The first is County Kerry, Ireland, Burial Index 1898-2010. The database, located at http://search.ancestry.co.uk/search/db.aspx?dbid=70579, is sourced from Kerry Local Authorities website at www.kerrylaburials.ie/en/index.aspx, where you will also find scans of the original registers free of charge. The Ancestry site also links to the images, in what I think might be the first time a collection has been linked to a dataset not hosted on the Ancestry platform (though open to correction on that!).
Secondly, Dorset, England, Crew Lists, 1863-1914, are now available at http://search.ancestry.co.uk/search/db.aspx?dbid=2211. This database is sourced from Dorset History centre in Dorchester. From the site:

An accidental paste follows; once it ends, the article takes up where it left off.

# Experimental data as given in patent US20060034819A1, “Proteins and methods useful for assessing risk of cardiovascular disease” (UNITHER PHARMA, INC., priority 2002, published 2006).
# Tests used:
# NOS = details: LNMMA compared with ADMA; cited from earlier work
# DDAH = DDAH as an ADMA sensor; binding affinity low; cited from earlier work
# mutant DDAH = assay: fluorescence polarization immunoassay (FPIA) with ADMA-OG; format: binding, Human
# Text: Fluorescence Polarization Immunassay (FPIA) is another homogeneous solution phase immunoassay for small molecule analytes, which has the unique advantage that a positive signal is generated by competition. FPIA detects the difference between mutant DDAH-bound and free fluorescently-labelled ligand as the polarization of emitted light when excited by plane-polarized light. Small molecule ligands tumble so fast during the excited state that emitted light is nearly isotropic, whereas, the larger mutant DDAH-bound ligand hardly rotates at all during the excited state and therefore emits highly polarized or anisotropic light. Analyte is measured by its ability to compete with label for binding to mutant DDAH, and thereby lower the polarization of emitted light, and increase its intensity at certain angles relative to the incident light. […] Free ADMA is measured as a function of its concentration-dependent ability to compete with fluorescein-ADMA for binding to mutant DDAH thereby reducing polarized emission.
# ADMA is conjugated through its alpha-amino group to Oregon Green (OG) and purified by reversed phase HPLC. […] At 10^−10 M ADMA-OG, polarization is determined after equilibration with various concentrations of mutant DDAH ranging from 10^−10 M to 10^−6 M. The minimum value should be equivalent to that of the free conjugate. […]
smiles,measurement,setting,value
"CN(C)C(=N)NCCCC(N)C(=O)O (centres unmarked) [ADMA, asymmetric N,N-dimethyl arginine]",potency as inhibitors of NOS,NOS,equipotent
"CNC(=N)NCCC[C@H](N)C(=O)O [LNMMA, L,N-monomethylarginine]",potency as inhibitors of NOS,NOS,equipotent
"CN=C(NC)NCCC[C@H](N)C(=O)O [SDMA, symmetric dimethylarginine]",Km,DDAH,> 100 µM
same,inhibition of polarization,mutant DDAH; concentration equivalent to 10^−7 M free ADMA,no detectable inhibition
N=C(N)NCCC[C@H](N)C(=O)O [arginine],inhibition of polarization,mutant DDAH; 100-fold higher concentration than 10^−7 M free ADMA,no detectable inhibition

"Crew lists and agreements for British-registered merchant ships had their beginnings in 1835 with the Merchant Shipping Act. Crew lists were required twice a year from ships involved in “home trade,” meaning the vessels operated in British waters. Agreements were created for foreign-going vessels for each voyage. Log books were not required until 1850 and became more common in the 20th century.
What You May Find in the Records
This database contains all three record types—lists, agreements, and log books—each of which lists details about crew members and their service onboard. Port information can be searched through the Lived In field. Typically, the records will include the following information:
- birth year
- date signed on and off the ship
- ship name, port, registry date, master’s name
"Records may also include details about a sailor’s duties, disciplinary action, or ship served on prior to the present vessel. Some forms also distinguish apprentices on board or provide details on individuals who died during the voyage. The year range of these records includes the Boer War."
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